The roads to efficiency in the ewe flock
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There are numerous strategies for improving biological efficiency in the ewe flock, ranging from changes in management to modifying genetic selection objectives. This review discusses a range of options including selection for higher reproduction rate, a higher weight of lamb weaned, a different growth path to maturity, improved resilience to poor nutrition and improved feeduse efficiency. In addition the potential of modifying management to enable ewes to produce their first lamb at 12 months of age is also discussed. Selection for higher numbers of lambs weaned is currently practiced and is likely to deliver gains in system efficiency, particularly if selection pressure is applied to minimise the correlated increase in adult ewe weight. In addition, there is genetic variation in a range of traits that are currently not well understood or under direct selection that could improve the efficiency of energy use by the Australian ewe flock. Of the options discussed those showing the greatest promise are the development of management and breeding strategies that improve the success of mating Merino ewes at 7 months of age and the implementation of strategies that exploit genetic variation in the ability of ewes to handle periods of restricted nutrition. However all of the options discussed here require further investigation before they can be widely implemented across industry.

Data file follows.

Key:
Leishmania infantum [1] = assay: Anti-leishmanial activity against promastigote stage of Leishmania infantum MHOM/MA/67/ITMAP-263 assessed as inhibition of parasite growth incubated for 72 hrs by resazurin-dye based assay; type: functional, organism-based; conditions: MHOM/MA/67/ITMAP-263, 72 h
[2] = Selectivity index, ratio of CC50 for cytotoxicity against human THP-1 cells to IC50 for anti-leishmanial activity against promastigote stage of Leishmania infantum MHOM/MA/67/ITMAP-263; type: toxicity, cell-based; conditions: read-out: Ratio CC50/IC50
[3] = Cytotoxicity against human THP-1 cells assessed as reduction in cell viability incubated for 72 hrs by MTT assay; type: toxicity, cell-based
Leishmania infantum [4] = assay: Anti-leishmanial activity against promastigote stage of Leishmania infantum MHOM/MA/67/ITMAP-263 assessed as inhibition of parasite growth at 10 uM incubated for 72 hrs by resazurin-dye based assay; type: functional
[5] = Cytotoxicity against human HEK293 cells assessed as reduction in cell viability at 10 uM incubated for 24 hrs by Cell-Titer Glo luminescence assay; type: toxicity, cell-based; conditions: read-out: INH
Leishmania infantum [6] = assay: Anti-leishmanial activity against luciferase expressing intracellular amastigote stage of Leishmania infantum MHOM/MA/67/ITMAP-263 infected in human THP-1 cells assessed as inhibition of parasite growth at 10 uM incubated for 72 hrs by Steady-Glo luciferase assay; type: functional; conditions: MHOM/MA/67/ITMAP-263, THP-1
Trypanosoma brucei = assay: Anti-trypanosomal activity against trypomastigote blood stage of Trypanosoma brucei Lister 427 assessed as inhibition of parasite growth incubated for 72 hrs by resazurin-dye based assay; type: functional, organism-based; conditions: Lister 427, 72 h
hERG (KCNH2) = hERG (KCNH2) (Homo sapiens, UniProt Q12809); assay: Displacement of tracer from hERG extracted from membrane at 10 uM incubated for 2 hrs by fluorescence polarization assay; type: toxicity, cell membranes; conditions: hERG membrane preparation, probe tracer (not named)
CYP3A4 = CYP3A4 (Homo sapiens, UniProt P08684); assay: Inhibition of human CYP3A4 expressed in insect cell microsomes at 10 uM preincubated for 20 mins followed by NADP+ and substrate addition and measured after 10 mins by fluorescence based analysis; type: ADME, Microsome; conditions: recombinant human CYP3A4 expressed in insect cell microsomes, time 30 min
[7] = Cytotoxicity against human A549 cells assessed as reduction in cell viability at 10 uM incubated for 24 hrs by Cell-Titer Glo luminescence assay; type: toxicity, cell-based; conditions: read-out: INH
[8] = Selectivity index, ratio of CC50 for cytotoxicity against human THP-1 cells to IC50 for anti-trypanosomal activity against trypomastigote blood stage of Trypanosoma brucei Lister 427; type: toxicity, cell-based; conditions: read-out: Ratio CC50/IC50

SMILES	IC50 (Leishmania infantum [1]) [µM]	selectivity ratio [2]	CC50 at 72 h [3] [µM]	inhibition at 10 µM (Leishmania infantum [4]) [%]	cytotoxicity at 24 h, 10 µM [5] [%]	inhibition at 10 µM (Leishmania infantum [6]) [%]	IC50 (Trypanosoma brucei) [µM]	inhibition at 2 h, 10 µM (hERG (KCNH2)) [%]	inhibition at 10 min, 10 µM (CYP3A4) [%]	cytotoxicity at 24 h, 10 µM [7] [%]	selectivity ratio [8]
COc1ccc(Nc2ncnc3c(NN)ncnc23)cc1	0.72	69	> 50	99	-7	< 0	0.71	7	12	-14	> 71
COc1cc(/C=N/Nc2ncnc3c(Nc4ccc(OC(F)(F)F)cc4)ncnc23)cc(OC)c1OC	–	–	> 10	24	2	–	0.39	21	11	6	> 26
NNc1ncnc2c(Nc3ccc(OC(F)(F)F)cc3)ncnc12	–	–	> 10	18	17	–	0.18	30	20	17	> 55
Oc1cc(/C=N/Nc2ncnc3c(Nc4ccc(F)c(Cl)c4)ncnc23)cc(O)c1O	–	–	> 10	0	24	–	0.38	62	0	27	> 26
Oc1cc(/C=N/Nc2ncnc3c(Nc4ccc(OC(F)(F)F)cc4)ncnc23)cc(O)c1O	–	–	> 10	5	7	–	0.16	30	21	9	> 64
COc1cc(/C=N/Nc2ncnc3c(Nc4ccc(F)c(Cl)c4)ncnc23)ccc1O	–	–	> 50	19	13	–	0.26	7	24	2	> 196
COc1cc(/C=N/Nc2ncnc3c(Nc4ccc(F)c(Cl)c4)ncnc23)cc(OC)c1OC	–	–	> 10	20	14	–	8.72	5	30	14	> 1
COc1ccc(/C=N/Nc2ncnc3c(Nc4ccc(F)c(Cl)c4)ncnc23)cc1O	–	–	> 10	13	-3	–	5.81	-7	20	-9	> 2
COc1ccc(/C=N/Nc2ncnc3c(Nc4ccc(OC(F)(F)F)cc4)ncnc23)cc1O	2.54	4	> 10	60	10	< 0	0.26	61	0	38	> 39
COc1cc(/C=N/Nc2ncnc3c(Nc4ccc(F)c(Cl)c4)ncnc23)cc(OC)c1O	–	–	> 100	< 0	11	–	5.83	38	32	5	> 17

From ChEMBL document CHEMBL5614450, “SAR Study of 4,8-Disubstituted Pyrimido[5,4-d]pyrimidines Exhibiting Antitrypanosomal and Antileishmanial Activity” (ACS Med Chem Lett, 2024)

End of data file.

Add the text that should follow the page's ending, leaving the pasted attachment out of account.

|Publication Type:||Journal Article|
|Murdoch Affiliation:||School of Veterinary and Biomedical Sciences|
|Publisher:||University of New England|
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